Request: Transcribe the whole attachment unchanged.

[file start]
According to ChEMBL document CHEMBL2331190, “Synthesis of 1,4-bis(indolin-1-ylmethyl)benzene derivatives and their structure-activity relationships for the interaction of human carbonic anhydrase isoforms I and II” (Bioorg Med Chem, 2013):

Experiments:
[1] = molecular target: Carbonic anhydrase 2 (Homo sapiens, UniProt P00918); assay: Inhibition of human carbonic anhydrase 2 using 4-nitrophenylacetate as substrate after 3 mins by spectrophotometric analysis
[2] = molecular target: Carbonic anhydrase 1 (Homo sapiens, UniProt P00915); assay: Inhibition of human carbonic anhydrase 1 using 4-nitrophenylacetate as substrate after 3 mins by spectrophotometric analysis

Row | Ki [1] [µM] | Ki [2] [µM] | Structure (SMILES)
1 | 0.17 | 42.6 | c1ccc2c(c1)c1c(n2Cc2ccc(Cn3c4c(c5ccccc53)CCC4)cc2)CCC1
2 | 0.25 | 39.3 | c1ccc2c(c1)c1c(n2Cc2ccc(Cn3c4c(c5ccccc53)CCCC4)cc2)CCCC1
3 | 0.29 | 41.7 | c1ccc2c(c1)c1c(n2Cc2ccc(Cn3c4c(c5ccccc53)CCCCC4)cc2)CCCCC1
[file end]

According to ChEMBL document CHEMBL2331190, “Synthesis of 1,4-bis(indolin-1-ylmethyl)benzene derivatives and their structure-activity relationships for the interaction of human carbonic anhydrase isoforms I and II” (Bioorg Med Chem, 2013):

Experiments:
[1] = molecular target: Carbonic anhydrase 2 (Homo sapiens, UniProt P00918); assay: Inhibition of human carbonic anhydrase 2 using 4-nitrophenylacetate as substrate after 3 mins by spectrophotometric analysis
[2] = molecular target: Carbonic anhydrase 1 (Homo sapiens, UniProt P00915); assay: Inhibition of human carbonic anhydrase 1 using 4-nitrophenylacetate as substrate after 3 mins by spectrophotometric analysis

Row | Ki [1] [µM] | Ki [2] [µM] | Structure (SMILES)
1 | 0.17 | 42.6 | c1ccc2c(c1)c1c(n2Cc2ccc(Cn3c4c(c5ccccc53)CCC4)cc2)CCC1
2 | 0.25 | 39.3 | c1ccc2c(c1)c1c(n2Cc2ccc(Cn3c4c(c5ccccc53)CCCC4)cc2)CCCC1
3 | 0.29 | 41.7 | c1ccc2c(c1)c1c(n2Cc2ccc(Cn3c4c(c5ccccc53)CCCCC4)cc2)CCCCC1